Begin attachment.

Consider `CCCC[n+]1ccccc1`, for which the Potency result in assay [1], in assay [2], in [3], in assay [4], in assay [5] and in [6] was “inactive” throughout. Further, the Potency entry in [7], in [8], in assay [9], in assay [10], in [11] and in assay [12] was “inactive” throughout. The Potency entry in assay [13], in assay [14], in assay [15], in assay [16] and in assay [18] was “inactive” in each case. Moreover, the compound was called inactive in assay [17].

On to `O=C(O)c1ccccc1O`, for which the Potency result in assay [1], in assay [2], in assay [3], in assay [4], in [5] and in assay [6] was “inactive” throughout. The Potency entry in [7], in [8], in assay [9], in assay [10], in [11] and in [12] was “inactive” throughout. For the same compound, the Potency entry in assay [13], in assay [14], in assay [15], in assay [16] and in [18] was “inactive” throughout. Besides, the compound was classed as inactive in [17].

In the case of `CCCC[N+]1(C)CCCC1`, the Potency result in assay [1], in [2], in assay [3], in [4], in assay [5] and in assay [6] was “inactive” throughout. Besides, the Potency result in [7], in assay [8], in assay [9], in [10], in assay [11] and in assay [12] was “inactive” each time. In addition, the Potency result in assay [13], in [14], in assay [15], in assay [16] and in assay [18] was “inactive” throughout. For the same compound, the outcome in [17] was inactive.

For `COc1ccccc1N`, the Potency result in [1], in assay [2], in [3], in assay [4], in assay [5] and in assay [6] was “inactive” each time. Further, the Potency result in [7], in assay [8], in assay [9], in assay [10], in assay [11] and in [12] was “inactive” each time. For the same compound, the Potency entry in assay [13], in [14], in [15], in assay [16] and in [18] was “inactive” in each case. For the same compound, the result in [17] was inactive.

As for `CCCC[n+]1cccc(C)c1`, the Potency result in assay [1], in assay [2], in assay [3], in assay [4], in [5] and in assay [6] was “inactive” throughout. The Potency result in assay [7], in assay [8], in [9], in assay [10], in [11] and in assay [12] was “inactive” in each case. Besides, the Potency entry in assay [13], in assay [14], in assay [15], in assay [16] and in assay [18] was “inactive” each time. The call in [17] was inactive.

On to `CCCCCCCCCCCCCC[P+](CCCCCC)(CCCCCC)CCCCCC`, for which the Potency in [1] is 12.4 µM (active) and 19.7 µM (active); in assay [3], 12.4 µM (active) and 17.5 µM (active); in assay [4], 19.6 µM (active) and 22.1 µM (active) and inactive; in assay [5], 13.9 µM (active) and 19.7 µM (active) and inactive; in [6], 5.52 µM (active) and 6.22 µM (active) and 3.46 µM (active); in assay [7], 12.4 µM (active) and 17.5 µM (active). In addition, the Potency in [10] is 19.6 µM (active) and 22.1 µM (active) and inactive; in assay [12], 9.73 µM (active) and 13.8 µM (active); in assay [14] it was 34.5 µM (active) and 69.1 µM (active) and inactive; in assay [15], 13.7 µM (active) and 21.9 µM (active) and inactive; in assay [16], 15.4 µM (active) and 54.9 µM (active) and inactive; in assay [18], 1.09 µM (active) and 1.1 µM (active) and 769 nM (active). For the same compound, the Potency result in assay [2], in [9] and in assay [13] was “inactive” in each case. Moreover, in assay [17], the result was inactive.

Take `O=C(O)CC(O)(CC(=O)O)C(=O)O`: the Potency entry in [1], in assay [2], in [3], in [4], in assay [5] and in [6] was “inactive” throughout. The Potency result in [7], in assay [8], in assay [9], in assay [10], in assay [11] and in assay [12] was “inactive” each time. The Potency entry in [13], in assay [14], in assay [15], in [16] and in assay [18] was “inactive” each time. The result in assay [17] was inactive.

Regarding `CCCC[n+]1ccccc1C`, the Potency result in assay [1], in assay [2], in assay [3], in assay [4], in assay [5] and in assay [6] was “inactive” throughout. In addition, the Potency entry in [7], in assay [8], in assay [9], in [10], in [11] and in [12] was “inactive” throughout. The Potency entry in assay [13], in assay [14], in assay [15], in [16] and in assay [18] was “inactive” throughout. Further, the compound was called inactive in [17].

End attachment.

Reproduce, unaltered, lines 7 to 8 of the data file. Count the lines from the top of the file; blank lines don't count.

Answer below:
Take `O=C(O)CC(O)(CC(=O)O)C(=O)O`: the Potency entry in [1], in assay [2], in [3], in [4], in assay [5] and in [6] was “inactive” throughout. The Potency result in [7], in assay [8], in assay [9], in assay [10], in assay [11] and in assay [12] was “inactive” each time. The Potency entry in [13], in assay [14], in assay [15], in [16] and in assay [18] was “inactive” each time. The result in assay [17] was inactive.

Regarding `CCCC[n+]1ccccc1C`, the Potency result in assay [1], in assay [2], in assay [3], in assay [4], in assay [5] and in assay [6] was “inactive” throughout. In addition, the Potency entry in [7], in assay [8], in assay [9], in [10], in [11] and in [12] was “inactive” throughout. The Potency entry in assay [13], in assay [14], in assay [15], in [16] and in assay [18] was “inactive” throughout. Further, the compound was called inactive in [17].